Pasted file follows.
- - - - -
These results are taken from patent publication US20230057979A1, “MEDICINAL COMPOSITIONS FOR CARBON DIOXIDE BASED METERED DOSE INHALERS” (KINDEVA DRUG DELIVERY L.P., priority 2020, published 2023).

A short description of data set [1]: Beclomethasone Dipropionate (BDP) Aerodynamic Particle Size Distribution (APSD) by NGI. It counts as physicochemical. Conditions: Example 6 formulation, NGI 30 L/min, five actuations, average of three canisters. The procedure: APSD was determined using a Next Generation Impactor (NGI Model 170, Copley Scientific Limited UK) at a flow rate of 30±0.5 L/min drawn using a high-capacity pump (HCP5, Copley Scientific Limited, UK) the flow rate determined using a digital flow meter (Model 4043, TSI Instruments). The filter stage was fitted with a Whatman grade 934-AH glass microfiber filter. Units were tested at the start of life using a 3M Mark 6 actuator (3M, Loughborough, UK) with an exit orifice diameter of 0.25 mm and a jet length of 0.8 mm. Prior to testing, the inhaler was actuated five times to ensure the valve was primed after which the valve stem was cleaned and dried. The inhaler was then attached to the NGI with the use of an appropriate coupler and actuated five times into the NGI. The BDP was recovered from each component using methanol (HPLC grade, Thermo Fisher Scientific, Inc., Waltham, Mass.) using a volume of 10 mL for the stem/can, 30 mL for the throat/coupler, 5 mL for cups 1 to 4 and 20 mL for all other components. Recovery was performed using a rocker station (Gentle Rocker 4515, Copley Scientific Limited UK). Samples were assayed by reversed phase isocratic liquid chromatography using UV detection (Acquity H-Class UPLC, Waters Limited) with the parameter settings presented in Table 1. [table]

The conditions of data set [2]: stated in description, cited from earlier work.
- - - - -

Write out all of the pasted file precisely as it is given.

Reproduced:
These results are taken from patent publication US20230057979A1, “MEDICINAL COMPOSITIONS FOR CARBON DIOXIDE BASED METERED DOSE INHALERS” (KINDEVA DRUG DELIVERY L.P., priority 2020, published 2023).

A short description of data set [1]: Beclomethasone Dipropionate (BDP) Aerodynamic Particle Size Distribution (APSD) by NGI. It counts as physicochemical. Conditions: Example 6 formulation, NGI 30 L/min, five actuations, average of three canisters. The procedure: APSD was determined using a Next Generation Impactor (NGI Model 170, Copley Scientific Limited UK) at a flow rate of 30±0.5 L/min drawn using a high-capacity pump (HCP5, Copley Scientific Limited, UK) the flow rate determined using a digital flow meter (Model 4043, TSI Instruments). The filter stage was fitted with a Whatman grade 934-AH glass microfiber filter. Units were tested at the start of life using a 3M Mark 6 actuator (3M, Loughborough, UK) with an exit orifice diameter of 0.25 mm and a jet length of 0.8 mm. Prior to testing, the inhaler was actuated five times to ensure the valve was primed after which the valve stem was cleaned and dried. The inhaler was then attached to the NGI with the use of an appropriate coupler and actuated five times into the NGI. The BDP was recovered from each component using methanol (HPLC grade, Thermo Fisher Scientific, Inc., Waltham, Mass.) using a volume of 10 mL for the stem/can, 30 mL for the throat/coupler, 5 mL for cups 1 to 4 and 20 mL for all other components. Recovery was performed using a rocker station (Gentle Rocker 4515, Copley Scientific Limited UK). Samples were assayed by reversed phase isocratic liquid chromatography using UV detection (Acquity H-Class UPLC, Waters Limited) with the parameter settings presented in Table 1. [table]

The conditions of data set [2]: stated in description, cited from earlier work.